Are you ready for SEISS checks?

August 11th 2020

You claimed a Self-Employment Income Support Scheme (SEISS) grant. Whilst it wasn’t too difficult to qualify, it is important to know that HMRC will be checking claims further down the line. What records will you need to back up your claim? Partner Brona MacDogall advises.

More information about record keeping for the Self-Employment Income Support Scheme (SEISS) was published in Junesee our earlier article

There are two elements, The claim itself, and how Coronavirus affected your business.

Keeping records
HMRC says you must keep a copy of “all records in line with normal self-employment record keeping requirements including how much you have claimed from SEISS and your claim reference number.” The records must be kept for at least five years after the 31st January tax return deadline or, if later, four years after you send your tax return.
Remember to record the SEISS grant as part of your business income. Keep a copy of the SEISS calculation. This can be a screenshot of your online claim.

Effects of Coronavirus
Keeping details of your claim is simple enough but the second part of the record-keeping requirements is trickier. You must keep evidence of how your business was adversely affected by Coronavirus. The original guidance implied that once you made a claim, and as part of the process confirmed that your business was “adversely affected” by Coronavirus, that was the end of the matter.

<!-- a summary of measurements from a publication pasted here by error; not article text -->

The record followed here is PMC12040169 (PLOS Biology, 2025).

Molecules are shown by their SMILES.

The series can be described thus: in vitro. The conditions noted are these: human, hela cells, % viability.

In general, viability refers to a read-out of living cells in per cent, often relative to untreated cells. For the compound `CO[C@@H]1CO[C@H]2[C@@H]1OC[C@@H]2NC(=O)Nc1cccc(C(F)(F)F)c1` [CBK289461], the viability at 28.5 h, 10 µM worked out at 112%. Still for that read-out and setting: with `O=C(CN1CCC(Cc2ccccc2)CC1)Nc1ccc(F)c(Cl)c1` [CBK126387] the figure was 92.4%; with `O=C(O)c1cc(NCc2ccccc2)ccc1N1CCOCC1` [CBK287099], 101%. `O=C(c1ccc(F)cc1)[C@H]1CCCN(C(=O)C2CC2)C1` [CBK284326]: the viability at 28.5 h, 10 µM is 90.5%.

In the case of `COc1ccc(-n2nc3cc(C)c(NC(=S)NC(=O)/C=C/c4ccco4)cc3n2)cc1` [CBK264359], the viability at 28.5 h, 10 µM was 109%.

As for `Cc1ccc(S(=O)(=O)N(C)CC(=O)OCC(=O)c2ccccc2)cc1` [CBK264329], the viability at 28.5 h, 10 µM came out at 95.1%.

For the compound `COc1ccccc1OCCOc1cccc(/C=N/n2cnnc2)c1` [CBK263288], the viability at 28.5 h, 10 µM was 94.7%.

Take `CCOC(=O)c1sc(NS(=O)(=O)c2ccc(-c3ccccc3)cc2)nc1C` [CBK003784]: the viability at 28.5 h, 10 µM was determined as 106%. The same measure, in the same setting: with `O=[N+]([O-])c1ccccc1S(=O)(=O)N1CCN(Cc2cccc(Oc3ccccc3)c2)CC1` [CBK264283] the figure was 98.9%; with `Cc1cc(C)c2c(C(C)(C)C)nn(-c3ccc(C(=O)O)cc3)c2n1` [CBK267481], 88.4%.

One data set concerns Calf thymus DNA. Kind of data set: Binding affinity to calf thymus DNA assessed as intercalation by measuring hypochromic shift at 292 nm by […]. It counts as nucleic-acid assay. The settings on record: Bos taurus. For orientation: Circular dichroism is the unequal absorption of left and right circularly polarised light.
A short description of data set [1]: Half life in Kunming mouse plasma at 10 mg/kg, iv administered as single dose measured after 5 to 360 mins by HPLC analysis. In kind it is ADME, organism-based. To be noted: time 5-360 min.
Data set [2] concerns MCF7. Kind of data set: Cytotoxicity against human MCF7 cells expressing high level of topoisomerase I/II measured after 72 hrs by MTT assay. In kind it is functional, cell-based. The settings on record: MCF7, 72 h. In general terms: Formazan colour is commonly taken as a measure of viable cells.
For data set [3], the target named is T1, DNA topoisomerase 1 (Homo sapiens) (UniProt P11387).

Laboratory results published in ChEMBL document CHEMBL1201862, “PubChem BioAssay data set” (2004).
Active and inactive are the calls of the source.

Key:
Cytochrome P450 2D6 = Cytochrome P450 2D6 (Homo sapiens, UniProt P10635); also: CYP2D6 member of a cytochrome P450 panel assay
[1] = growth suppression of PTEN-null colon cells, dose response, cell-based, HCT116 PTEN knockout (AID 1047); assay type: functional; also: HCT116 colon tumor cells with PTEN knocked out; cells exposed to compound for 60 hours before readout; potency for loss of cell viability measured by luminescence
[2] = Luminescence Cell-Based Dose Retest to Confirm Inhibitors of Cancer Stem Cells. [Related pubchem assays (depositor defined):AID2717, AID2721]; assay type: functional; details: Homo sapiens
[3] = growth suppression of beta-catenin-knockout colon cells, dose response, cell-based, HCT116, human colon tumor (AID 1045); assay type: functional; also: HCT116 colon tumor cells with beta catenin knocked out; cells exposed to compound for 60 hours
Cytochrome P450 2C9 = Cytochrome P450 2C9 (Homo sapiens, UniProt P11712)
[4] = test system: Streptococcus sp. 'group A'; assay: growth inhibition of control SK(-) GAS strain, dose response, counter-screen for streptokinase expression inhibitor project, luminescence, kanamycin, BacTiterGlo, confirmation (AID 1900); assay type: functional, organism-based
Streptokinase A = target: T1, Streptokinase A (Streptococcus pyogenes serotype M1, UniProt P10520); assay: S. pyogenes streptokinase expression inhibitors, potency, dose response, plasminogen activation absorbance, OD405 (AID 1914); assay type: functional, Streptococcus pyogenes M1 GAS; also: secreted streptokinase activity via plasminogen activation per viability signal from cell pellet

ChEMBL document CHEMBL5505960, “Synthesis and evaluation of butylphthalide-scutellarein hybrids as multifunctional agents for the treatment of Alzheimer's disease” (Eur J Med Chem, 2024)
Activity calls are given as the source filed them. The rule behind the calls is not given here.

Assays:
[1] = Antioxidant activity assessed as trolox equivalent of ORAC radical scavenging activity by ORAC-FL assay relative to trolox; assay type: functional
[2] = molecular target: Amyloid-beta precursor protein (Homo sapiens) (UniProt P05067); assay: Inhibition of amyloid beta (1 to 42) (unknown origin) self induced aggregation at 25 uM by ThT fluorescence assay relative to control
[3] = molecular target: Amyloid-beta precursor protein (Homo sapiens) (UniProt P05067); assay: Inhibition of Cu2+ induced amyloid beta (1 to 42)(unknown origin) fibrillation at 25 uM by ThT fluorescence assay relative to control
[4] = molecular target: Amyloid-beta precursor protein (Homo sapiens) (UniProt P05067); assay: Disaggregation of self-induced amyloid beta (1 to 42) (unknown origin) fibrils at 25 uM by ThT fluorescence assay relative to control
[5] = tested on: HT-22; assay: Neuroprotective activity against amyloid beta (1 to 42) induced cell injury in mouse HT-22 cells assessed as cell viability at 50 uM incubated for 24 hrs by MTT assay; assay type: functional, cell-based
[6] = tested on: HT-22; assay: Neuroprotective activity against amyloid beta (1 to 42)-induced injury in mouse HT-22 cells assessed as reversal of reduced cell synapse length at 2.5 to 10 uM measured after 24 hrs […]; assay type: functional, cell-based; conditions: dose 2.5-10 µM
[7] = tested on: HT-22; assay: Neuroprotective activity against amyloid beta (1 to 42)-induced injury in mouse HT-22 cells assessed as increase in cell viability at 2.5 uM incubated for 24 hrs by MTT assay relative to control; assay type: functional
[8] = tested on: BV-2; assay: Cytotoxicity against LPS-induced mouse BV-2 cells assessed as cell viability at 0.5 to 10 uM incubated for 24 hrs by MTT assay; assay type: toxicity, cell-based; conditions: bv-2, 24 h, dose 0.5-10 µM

But the latest guidance says you must have records which demonstrate the nature of the adverse effects to your business operations. What does this mean in practice?

What counts as evidence?
HMRC says that your evidence could include business accounts showing a reduction in turnover, confirmation of any Coronavirus related business loans you have received, dates your business had to close because of lockdown restrictions, and dates you or your staff couldn’t work because of Coronavirus symptoms, shielding or caring responsibilities because of school closures.

HMRC has published examples of what it thinks counts as “adversely affected”, such as having to “scale down or temporarily stop trading because your supply chain has been interrupted, you have fewer or no customers or clients, or your staff are unable to come into work”.

What to record
We would advise you to make a more detailed record of negative impacts.

This is not just what has happened but what you expected to happen were it not for the crisis. Think about your usual patterns of business and record what is different this year. Record additional expenses you have incurred in adjusting to remote working, additional expenses of rigorous cleaning and PPE for yourself, staff and customers. Record jobs you expected to be working on, or customers you expected to have. Record cancellations, or cases where work has been postponed. If you have regular clients, regular contracts, record what you would usually be doing, and what you would usually be charging but haven’t done because of the pandemic. Dates, names, addresses, usual charge-out rates and so forth all provide credibility.

Record pre-lockdown hours, customers and lost income to back up your claim. Collect evidence of how your business has changed now, in real time, before business gets going again, so you can be sure you get the facts correct.

As well as documents showing how you worked out your SEISS claim, HMRC requires you to keep records of how your business was adversely affected. Simply saying “we had less income” won’t be enough. List cancelled contracts and orders as well as indefinitely delayed work for regular customers. Make records now while the details are still fresh.